Date of Award

Fall 2016

Document Type

Thesis

Degree Name

Master of Science (MS)

Department

Civil/Environmental Engineering

Committee Director

Gangfeng Ma

Committee Member

David Basco

Committee Member

Navid Tahvildari

Committee Member

Jaewan Yoon

Abstract

The pace and effects of climate change are an area of constant focus for coastal engineers as evolving patterns in the atmosphere worldwide affect the oceans and coasts on a regional and global scale. Surface waves respond to changing wind patterns both locally and from propagating swell, and the difficulty in predicting future wind patterns is well-established. Expectations that climate change will result in more frequent and intense coastal storms and consequently greater wave heights in the North Atlantic are still unrealized, and recent forecasts from a variety of atmosphere-ocean coupled global climate models instead predict decreasing wave heights through the end of the century in many areas of the world, including the U.S. Atlantic coast.

In this thesis, an analysis of trends in significant wave heights and extreme waves using hourly data recorded by the National Oceanic and Atmospheric Administration’s National Data Buoy Center buoys finds wave heights along the mid-Atlantic region of the U.S. east coast unchanged or beginning to trend downward from the later years of the 20th century into the 21st century. From the southernmost latitude in the study to the northernmost, a progressive change is evident with latitude. At the southernmost buoy, 44014, located off of Virginia Beach, VA, hourly significant wave heights are virtually unchanged during the time series (1.83e-6 m/year from 1991-2002 and -5.57e-6 m/year from 2003 - 2015). At buoy 44009, located off the southern tip of New Jersey, the trend reverses from slightly upward to slightly downward (+3.85e-5 m/year in 1986 - June 2001 versus - 2.42e-5 m/year from Jul 2001 - Dec 2015). Farthest north, at buoy 44025 south of Islip, NY, the trend reversal again occurs (+ 2.39e-5 m/year in April 1991 - Jan 2003 versus -2.41e-5 m/year in Jan 2003 - Dec 2015). Seasonal trends follow the same path with the most evident change being a 0.05 m/ year decrease in extreme waves in the northern region of the study area. Hindcast data from the U.S. Geological Survey allow for an extension of the climatology and analysis to 40 years and shows a clear decrease in storm wave heights.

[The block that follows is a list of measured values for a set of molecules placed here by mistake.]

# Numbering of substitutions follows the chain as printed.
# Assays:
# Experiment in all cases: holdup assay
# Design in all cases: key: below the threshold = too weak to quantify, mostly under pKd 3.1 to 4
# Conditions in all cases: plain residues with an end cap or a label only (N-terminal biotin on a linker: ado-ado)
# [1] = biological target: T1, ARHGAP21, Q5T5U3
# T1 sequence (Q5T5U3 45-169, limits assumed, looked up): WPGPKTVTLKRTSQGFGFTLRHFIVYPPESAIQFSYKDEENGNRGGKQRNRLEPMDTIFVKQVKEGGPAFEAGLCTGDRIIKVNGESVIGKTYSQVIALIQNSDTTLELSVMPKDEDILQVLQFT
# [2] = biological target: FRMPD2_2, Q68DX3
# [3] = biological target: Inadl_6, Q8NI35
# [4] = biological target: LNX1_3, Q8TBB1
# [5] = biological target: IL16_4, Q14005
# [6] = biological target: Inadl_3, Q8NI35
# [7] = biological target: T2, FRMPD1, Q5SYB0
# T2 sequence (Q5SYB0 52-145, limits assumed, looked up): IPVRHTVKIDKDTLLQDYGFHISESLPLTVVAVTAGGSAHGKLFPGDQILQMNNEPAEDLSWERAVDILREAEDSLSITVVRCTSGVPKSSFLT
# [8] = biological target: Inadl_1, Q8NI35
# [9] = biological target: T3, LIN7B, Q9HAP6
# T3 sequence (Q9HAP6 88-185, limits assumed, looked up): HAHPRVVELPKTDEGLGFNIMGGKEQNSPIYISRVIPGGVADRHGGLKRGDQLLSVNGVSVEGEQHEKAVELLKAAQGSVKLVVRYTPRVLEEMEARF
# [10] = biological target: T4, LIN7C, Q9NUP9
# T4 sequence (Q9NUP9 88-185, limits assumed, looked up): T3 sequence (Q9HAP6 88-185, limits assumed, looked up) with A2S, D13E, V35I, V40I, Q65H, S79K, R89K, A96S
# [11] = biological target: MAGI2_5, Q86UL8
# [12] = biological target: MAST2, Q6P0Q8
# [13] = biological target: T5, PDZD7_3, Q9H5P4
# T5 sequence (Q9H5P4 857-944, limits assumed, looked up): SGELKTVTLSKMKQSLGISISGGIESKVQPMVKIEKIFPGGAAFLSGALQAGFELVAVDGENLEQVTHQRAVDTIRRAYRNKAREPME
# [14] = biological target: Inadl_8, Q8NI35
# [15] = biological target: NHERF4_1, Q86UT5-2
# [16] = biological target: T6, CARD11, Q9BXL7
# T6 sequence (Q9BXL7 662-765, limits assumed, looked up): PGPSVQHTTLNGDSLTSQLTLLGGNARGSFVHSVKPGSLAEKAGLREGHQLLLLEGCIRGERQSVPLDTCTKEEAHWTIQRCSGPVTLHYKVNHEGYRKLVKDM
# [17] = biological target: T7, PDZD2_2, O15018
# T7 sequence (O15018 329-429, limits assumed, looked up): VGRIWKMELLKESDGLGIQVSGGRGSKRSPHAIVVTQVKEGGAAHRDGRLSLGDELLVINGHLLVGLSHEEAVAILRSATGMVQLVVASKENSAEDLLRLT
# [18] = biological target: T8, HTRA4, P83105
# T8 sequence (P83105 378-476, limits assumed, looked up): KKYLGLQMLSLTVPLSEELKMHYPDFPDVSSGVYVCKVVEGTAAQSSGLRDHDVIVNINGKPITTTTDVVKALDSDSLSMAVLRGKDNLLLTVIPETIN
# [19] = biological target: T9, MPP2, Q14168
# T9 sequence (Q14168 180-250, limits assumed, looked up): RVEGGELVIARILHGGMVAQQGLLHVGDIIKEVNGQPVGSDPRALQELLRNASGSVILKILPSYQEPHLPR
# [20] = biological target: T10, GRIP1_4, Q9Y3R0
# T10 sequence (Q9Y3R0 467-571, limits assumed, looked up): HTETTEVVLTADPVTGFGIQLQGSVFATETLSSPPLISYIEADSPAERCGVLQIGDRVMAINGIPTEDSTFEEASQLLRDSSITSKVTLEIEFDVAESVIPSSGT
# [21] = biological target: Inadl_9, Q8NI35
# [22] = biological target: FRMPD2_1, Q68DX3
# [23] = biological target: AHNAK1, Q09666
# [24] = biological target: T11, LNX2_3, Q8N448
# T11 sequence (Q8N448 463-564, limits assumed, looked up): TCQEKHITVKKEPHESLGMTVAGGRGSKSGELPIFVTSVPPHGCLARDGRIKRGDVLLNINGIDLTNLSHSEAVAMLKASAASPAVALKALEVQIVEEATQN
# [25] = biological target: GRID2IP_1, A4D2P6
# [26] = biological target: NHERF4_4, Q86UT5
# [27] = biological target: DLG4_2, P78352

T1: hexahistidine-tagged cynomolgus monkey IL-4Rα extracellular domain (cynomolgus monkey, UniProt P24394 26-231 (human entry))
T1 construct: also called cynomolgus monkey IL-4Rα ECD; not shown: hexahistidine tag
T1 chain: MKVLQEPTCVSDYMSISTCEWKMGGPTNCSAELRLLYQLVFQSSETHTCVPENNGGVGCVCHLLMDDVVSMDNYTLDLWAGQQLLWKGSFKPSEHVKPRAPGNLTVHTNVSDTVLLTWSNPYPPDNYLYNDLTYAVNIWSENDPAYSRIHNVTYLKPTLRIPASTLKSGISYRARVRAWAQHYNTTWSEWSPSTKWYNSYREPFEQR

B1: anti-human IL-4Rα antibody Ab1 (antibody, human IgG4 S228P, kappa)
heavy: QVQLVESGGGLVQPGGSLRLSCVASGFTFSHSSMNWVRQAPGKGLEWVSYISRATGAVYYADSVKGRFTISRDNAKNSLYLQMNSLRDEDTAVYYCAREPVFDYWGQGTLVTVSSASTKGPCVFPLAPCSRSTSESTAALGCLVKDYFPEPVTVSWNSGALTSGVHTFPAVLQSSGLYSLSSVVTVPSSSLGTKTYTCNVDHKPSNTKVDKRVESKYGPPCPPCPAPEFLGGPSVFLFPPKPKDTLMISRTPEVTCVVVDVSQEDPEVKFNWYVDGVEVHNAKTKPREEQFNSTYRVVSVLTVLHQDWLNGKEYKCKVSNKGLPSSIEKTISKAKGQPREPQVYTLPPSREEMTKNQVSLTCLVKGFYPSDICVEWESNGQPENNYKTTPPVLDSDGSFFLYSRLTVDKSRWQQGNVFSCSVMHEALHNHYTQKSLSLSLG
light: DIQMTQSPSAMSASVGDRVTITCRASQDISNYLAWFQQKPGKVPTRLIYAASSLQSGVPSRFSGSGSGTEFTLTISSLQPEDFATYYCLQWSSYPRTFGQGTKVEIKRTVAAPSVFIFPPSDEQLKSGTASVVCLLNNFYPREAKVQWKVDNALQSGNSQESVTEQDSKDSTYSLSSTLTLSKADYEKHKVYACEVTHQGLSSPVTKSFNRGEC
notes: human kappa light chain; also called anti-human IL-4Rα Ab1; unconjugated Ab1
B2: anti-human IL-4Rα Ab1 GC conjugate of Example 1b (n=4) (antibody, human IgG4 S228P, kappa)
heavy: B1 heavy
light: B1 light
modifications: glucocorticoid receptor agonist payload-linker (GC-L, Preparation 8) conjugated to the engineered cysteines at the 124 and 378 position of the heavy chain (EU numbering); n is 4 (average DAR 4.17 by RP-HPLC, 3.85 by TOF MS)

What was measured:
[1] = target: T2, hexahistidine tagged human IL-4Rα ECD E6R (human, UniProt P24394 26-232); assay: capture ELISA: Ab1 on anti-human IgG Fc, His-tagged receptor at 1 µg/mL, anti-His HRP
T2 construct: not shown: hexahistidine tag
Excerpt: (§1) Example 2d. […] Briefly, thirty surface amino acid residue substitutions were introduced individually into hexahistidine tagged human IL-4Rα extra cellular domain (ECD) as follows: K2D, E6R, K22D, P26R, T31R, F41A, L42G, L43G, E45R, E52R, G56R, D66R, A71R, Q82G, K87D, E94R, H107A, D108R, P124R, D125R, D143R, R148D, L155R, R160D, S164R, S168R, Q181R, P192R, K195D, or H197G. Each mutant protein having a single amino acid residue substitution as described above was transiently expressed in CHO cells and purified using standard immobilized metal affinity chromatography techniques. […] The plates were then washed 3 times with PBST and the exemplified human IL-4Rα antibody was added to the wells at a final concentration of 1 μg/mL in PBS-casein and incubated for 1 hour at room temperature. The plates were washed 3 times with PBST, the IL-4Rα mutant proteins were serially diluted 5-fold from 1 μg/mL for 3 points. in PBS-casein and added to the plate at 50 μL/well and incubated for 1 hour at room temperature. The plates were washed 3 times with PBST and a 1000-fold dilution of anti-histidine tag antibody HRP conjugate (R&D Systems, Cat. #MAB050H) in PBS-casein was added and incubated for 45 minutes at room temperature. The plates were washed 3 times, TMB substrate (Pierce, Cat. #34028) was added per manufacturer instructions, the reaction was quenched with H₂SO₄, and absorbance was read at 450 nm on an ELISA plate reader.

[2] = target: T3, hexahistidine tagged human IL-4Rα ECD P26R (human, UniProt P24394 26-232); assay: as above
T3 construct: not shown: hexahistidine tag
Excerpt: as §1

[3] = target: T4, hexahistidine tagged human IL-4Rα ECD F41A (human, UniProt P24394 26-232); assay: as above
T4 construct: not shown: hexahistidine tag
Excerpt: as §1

DOI

10.25777/8cx1-0v89

ORCID

0000-0001-7364-6791

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